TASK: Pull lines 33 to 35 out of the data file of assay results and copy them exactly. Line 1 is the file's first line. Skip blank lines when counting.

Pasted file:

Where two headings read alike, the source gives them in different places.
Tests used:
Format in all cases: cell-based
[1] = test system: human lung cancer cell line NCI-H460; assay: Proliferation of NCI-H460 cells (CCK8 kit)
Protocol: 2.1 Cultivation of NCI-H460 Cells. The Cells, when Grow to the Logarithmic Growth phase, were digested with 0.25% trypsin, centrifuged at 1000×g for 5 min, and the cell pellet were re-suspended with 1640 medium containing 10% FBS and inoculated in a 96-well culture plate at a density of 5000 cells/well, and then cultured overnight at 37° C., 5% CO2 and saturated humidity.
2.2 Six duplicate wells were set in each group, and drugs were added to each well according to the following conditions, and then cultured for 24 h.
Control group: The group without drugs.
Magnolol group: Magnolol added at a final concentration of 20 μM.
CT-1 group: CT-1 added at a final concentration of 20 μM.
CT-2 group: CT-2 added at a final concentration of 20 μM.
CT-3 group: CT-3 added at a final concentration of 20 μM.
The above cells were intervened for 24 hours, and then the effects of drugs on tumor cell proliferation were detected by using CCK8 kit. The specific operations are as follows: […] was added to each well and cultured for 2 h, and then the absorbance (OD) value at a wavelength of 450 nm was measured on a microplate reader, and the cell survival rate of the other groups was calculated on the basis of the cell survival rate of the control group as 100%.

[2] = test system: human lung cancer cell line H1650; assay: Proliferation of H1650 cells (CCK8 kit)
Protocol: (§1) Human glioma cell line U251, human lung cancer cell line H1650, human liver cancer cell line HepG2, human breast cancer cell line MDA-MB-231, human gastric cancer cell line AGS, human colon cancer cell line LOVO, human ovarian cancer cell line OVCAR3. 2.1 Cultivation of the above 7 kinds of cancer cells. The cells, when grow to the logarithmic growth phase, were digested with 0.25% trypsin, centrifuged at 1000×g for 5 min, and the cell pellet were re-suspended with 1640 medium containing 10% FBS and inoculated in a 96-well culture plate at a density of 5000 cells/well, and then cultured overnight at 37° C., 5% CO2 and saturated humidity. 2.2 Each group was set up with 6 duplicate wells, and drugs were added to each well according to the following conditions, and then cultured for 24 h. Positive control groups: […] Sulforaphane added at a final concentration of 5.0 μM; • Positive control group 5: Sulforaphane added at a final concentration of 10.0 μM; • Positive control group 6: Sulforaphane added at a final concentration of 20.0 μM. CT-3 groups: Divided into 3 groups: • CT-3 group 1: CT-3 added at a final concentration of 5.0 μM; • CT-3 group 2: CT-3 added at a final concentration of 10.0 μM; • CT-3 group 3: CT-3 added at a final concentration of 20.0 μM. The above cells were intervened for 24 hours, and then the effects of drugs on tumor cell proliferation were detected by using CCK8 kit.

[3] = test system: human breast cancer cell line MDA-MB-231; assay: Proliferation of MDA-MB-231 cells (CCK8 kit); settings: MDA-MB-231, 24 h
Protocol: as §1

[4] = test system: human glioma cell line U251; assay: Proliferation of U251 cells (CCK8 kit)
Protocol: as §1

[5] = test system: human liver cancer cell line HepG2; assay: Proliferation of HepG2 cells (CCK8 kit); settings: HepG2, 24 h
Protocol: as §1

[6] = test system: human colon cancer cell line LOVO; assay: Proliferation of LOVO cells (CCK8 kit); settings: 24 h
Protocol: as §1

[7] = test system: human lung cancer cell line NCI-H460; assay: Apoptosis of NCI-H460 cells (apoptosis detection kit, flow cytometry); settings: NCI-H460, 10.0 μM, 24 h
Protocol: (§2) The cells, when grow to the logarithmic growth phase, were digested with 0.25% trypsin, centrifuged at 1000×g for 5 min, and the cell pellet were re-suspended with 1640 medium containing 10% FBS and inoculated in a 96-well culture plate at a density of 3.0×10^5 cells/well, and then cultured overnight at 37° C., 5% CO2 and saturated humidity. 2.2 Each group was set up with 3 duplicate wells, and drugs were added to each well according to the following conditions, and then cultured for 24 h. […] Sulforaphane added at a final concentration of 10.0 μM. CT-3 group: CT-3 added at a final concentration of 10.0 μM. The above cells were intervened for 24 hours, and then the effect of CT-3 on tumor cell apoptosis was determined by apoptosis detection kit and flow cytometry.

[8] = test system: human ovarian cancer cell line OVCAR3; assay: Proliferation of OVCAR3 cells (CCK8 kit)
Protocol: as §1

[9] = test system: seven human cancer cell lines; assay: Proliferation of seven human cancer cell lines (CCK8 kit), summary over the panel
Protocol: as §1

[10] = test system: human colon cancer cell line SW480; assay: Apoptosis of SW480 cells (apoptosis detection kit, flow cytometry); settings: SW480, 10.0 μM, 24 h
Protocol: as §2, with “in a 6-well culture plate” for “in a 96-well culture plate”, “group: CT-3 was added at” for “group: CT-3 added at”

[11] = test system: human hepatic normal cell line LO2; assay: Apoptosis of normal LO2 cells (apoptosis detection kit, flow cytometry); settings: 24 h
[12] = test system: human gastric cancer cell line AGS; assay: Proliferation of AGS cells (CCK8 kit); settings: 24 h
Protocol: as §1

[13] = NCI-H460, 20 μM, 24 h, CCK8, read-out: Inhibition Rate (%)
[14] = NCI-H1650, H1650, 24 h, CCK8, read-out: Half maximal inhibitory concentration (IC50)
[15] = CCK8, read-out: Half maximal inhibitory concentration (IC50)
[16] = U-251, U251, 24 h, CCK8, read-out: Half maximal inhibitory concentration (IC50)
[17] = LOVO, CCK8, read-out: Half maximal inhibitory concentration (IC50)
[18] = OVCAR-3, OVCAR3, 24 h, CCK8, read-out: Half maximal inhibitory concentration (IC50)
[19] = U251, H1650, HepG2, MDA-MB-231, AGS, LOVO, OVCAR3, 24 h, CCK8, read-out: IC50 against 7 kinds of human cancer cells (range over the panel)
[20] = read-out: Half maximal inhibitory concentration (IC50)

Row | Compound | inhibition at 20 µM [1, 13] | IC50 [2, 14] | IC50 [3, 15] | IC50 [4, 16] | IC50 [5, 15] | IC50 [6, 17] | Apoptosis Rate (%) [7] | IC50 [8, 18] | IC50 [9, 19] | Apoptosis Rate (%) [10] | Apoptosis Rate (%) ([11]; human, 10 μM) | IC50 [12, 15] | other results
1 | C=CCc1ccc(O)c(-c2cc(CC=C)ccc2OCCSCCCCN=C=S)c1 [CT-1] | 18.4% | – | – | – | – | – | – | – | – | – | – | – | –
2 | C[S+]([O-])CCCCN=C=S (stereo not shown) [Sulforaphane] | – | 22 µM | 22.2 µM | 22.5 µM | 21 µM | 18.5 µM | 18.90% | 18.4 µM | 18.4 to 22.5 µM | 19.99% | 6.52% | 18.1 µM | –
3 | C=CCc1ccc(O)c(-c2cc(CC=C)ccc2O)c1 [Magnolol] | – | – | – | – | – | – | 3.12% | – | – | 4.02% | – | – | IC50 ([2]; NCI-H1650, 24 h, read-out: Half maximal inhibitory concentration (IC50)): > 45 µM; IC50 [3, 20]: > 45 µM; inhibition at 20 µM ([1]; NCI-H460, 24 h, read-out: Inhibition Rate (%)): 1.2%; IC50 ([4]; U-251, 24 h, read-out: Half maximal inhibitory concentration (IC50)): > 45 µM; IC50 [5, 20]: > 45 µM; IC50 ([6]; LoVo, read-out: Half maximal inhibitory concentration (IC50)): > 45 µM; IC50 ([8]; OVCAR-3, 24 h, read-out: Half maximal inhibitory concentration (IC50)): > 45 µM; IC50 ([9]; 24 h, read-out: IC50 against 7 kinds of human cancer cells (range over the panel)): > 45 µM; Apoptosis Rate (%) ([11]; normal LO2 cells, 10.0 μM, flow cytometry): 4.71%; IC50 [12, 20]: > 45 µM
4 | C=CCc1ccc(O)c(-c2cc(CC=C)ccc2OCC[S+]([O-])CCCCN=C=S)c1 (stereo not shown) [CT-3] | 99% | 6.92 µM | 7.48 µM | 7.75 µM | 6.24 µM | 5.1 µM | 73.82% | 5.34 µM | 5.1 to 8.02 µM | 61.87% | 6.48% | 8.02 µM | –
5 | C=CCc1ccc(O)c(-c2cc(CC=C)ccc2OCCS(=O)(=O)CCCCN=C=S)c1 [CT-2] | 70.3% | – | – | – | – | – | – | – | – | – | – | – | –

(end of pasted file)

Protocol: as §1

[13] = NCI-H460, 20 μM, 24 h, CCK8, read-out: Inhibition Rate (%)
[14] = NCI-H1650, H1650, 24 h, CCK8, read-out: Half maximal inhibitory concentration (IC50)